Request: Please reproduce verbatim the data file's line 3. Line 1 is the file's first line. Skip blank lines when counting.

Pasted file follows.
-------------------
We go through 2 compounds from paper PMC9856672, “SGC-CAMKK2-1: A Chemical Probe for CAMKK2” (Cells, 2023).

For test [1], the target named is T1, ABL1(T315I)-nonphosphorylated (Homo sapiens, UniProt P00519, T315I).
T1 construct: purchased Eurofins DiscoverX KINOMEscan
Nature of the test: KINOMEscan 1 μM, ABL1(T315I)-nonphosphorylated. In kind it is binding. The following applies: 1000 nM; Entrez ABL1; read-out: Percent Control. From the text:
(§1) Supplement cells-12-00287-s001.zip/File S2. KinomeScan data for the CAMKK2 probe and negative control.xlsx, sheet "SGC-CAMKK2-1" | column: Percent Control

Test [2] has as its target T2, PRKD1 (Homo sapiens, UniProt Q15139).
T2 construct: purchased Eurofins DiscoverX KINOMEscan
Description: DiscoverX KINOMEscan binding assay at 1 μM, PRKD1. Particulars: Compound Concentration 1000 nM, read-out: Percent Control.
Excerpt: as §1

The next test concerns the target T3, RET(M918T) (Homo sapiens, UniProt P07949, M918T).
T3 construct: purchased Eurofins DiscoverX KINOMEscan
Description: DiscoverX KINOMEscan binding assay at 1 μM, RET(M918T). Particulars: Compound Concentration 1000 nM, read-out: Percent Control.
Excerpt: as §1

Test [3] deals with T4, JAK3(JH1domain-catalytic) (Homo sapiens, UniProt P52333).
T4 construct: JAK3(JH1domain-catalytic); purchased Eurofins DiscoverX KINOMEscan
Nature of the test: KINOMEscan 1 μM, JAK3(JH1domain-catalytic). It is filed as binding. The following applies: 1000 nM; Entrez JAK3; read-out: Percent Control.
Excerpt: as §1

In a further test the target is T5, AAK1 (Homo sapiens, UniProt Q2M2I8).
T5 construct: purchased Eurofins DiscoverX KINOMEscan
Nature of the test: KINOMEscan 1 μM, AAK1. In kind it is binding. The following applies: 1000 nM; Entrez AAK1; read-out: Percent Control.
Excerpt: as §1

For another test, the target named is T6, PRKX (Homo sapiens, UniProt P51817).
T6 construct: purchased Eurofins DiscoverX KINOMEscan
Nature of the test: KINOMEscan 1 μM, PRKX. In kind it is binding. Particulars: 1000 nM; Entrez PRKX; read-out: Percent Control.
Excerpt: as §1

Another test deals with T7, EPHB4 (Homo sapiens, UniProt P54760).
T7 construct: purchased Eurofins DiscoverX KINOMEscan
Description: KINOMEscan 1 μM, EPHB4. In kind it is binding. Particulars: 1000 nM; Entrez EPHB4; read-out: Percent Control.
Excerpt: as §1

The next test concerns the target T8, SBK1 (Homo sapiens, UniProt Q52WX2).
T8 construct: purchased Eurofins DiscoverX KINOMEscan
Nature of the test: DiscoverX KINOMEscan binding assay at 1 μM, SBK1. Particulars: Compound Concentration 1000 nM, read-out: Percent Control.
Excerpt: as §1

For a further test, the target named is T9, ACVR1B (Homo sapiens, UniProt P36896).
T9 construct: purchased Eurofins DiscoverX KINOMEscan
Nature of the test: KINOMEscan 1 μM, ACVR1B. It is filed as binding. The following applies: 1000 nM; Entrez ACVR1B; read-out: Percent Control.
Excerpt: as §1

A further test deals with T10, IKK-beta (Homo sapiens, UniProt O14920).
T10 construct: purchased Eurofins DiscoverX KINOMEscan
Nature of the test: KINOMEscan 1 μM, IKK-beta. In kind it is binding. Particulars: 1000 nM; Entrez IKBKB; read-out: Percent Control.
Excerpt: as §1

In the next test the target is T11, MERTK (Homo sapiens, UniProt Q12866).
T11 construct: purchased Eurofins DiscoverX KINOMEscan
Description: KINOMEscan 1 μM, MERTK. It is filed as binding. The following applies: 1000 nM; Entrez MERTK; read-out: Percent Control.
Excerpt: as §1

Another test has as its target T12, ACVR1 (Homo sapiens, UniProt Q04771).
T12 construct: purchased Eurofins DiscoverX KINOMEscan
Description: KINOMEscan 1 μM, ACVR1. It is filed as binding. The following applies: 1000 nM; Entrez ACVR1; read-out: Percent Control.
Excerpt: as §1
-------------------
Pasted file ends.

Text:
T1 construct: purchased Eurofins DiscoverX KINOMEscan